Thursday, December 24, 2015

Photo Essay: The Storybook Wedding Chapel of Forest Lawn Cemetery

I recently put together an excursion to Forest Lawn Memorial Park Glendale that I called "The Disneyland of Death."

It wasn't an exaggeration.

From the moment you pass through its monstrous front gate—which was designed to replicate the one at Buckingham Palace— realize you are in some kind of storybook fairytale, like one you might find created by Walt Disney himself (who also happens to be interred at Forest Lawn).

Case in point: the Wee Kirk O' the Heather.

Not to be confused with the Vegas wedding chapel, this little church is also famous for weddings, and its "wishing chair" for "bridal kisses."

Yes, in a cemetery.

The church was designed as an exact replica of an actual church in Scotland...

...and if there's no wedding (or funeral) happening... can take a peek inside...

...and admire the stained glass windows...

...which are more secular than sacred.

They tell the story of the love affair of Anne Laurie and William Douglas of Finland...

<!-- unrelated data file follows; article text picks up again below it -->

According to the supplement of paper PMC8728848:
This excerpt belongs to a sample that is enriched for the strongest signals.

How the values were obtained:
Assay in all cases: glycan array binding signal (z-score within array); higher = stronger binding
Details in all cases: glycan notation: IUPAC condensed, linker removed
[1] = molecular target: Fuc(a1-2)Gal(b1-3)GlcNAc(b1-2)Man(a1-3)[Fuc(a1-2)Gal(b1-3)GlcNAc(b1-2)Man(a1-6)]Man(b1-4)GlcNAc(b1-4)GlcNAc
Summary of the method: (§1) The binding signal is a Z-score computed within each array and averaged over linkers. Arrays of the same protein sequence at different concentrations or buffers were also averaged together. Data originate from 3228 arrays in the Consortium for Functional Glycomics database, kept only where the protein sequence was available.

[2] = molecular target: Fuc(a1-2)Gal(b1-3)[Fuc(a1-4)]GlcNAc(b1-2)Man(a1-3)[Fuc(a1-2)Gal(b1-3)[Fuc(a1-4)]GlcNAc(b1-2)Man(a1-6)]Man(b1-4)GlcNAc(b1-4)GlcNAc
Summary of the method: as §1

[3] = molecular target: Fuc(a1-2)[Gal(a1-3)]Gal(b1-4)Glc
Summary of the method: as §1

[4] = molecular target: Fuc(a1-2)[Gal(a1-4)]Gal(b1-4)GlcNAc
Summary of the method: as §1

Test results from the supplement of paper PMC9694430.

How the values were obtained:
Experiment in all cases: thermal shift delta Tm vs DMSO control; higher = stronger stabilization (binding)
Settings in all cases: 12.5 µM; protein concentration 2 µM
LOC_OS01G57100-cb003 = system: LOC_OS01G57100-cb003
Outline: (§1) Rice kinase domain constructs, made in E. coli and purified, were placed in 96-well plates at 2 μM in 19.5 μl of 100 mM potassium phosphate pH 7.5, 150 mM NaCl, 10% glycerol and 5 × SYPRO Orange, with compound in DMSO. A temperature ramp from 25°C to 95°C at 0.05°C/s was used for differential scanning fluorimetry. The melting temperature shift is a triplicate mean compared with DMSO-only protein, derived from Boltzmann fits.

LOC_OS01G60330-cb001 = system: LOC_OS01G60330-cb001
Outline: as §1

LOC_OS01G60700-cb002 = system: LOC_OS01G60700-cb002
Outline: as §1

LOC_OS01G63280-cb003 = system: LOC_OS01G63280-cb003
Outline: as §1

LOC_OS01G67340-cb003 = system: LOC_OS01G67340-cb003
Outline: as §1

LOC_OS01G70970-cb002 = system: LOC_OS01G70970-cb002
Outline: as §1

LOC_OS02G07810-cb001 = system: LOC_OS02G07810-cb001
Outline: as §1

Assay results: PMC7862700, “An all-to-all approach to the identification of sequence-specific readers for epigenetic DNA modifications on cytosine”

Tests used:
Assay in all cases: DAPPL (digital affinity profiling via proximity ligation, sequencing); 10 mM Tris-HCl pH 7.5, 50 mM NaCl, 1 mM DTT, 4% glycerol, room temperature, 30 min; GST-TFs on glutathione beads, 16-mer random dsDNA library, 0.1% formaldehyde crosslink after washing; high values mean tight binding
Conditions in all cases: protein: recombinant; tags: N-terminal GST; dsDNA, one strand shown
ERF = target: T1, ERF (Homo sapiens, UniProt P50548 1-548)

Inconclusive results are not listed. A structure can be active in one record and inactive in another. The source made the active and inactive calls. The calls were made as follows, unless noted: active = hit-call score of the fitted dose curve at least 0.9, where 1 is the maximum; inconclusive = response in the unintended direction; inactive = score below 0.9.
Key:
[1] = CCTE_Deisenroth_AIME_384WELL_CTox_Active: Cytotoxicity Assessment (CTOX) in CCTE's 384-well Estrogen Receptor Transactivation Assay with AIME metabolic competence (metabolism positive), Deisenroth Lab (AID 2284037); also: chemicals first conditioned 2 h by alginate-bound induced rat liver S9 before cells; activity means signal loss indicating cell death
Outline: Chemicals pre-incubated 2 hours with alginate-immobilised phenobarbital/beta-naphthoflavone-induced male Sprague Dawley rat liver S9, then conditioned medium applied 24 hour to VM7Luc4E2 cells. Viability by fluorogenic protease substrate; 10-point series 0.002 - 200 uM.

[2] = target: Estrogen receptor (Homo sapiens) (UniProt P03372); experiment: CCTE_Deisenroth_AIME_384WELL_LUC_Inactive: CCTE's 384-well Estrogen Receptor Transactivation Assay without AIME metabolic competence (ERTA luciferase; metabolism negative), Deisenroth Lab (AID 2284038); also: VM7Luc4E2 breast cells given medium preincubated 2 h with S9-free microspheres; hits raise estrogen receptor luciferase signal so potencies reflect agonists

...which was immortalized in the "historical romance" The Scottish Cavalier.

What does this have to do with death and dying?

Nothing. That's the point.

Everything at Forest Lawn is there to distract you from facing your own mortality...

...and to keep tourists and other curious visitors completely separate from those who happen to be there to mourn the loss of someone.

At Forest Lawn, you can even forget you're in California... to far-off lands (like Scotland)...

...and admire art and architecture, fooling yourself into thinking that you'll live forever.

The Wee Kirk O' the Heather is just one of the attractions (or amusements) at Forest Lawn Glendale, which is also famous for its "Last Supper" stained glass and its display of the largest religious painting in the world. Stay tuned for future photo essays from The Church of the Recessional and more...

Related Posts:
Photo Essay: The Lighted Windows of La CaƱada Congregational Church
Photo Essay: First Congregational Church Architecture Tour
Photo Essay: St. Vincent de Paul, West Adams

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